increases as the number of electron increases increasing the number of occupied energy levels. The attraction of the nucleus and the outer electron therefore becomes weaker and electron shielding is increased which all contributes to increase of ionic radii. Nuclear charge increases down the group but effective nuclear charge decreases because shielding more than counteracts effective nuclear charge's effect.
explain the trend of ionic radii across a period
decreases from group 1 to 14 for positive ions. Positive ions from different groups such as Na+, Mg2+, Al3+ and Si4+ all have the same electron configuration. the decrease in ionic radius is due to the increase in nuclear charge with atomic number across the period. The increased attraction between the nucleus and the electrons pulls the outer energy level closer to the nucleus.
increasing from group 14 to 17 for negative ions. negative ions such as Si4-, P3-, S2- and Cl- have the same electron configuration. The decrease in ionic radii is due to the increase in number of electrons across the period. This increases the shielding by inner electrons and electron-electron repulsion which would decrease the force of attraction between the nucleus and the outer electrons, making the radii bigger.
what are isoelectronic ions?
ions which have the same number of electrons
Define first ionisation energy and write the equation
is the energy required to remove one mol of electrons from 1 mol of gaseous atoms in their ground state.
explain the trend of ionisation energy across a period
increases because across a period there's an increase in no. protons which causes a stronger attraction between the nucleus and the outer electrons. Shielding stays roughly the same because the outer electrons are being removed from the same energy level. There's an increase in effective nuclear charge which causes an increase in the attraction between outer electrons and the nucleus and makes the electrons more difficult to remove.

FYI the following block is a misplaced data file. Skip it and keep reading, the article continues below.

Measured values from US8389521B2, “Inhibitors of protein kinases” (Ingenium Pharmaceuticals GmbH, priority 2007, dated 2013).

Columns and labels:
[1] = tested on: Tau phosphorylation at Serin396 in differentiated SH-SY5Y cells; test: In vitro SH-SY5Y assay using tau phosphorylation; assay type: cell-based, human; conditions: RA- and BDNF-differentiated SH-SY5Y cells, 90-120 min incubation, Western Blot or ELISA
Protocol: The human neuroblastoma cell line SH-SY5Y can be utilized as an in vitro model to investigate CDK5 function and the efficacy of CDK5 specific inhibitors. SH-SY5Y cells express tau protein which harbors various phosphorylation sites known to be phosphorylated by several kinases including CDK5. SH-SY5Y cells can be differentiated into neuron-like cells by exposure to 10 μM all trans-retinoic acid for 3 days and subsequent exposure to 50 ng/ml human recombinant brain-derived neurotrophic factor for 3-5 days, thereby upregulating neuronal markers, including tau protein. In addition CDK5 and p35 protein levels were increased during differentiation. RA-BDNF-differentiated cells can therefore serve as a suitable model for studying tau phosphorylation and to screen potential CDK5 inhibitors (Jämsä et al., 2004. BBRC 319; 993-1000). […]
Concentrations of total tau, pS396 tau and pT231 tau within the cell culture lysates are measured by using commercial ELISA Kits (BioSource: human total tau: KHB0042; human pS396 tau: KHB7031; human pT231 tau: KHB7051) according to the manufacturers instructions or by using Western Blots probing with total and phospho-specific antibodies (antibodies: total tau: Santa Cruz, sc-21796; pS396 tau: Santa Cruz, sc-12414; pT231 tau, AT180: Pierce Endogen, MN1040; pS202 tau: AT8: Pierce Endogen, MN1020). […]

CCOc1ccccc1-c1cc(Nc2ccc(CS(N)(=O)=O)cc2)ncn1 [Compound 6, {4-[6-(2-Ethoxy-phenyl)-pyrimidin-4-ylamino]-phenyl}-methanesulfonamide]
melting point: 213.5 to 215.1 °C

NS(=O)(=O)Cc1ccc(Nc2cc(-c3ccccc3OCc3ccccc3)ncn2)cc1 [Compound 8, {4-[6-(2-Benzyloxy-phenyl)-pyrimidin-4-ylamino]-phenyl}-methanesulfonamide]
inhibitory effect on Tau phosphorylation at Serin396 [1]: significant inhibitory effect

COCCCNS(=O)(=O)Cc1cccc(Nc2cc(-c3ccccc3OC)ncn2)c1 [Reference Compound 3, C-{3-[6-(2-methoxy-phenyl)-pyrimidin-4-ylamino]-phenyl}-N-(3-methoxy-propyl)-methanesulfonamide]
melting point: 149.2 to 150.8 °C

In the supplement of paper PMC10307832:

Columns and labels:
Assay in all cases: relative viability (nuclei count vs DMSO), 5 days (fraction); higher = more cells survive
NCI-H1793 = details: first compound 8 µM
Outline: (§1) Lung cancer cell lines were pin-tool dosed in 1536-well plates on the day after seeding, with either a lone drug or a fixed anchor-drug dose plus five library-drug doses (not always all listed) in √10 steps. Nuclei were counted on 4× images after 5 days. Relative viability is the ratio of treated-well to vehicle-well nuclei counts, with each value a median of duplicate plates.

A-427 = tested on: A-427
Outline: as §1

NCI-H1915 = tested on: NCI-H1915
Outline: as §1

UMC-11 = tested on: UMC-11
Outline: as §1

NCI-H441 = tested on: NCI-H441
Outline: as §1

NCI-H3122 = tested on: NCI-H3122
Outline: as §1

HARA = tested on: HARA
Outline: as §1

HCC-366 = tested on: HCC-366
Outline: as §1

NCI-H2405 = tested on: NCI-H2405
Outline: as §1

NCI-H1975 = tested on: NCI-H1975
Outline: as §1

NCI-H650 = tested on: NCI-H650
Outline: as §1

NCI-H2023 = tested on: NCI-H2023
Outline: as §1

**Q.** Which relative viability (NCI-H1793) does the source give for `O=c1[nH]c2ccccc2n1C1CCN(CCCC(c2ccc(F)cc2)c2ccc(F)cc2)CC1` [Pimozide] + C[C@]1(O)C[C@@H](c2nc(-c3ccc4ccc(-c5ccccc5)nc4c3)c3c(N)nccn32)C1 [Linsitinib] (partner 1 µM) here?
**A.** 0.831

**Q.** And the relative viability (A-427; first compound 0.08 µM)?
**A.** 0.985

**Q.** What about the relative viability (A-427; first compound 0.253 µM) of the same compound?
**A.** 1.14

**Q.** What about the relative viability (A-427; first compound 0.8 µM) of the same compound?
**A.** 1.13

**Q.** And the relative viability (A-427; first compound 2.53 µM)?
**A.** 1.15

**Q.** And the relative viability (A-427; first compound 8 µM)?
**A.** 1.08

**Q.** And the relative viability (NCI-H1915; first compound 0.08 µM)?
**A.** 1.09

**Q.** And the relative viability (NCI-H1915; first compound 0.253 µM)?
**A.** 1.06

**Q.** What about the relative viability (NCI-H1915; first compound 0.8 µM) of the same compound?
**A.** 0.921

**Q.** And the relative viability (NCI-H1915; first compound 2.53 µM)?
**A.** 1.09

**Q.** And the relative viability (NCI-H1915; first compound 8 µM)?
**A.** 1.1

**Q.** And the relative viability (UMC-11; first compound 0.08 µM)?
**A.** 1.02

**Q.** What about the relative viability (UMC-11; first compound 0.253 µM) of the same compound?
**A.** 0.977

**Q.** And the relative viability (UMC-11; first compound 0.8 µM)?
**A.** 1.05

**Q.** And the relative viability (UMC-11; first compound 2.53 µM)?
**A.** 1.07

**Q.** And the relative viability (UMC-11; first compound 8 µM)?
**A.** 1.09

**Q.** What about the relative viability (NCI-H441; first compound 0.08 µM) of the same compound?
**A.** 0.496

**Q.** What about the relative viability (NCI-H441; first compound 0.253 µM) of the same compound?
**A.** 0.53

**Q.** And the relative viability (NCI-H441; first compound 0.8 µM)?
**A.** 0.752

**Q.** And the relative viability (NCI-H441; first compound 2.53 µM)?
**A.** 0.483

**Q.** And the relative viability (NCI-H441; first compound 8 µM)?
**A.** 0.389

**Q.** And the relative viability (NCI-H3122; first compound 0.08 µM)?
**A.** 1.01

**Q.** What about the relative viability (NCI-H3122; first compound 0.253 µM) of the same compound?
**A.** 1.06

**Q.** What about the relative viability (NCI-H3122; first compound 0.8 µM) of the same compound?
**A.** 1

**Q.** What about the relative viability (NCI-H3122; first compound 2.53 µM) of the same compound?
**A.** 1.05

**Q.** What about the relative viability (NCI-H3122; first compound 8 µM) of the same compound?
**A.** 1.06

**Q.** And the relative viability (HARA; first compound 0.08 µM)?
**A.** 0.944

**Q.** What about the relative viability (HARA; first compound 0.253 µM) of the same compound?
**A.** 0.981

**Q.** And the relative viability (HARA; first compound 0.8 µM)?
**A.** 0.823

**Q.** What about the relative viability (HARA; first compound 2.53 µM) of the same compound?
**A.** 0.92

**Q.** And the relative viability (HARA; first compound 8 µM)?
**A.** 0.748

explain the trend of ionisation energy down a group
decreases. Although the nuclear charge increases as the number of protons increase, the effective nuclear charge is the same because the shielding by the inner electrons counteracts it. because the electron removed is from the energy level furthest from the nucleus, the increased distance between the electron and the nucleus reduces the attraction between them.
define first electron affinity
the energy change when 1 mol of electrons is added to 1 mol of gaseous atoms to form 1 mol of gaseous ions
X(g) + e- ---> X-(g)
this process is generally exothermic
define second electron affinity
energy absorbed when 1 mol of electrons is gained by 1 mol of singly charged negative ions in the gas state
why is the second electron affinity for oxygen endothermic?
O-(g) + e- ----> O2-
as the added electron is repelled by the negatively charged oxide
how is electronegativity and electron affinity different?
electronegativity refers to bonding electrons (covalent molecules) and electron affinity relates to individual atoms (ionic ions)
explain the trend for electron affinity down the group
The greater the distance between the nucleus and the incoming electron, the less the attraction and so the less energy is released as electron affinity.
explain the trend for electron affinity across a period
values become more exothermic across a period with some exceptions. we expect that the nuclear charge increases, increasing attraction between the nucleus and the incoming electron.
describe the electron affinity between F and Cl
there's a decrease in electron affinity which is unusual.
explain the anomaly above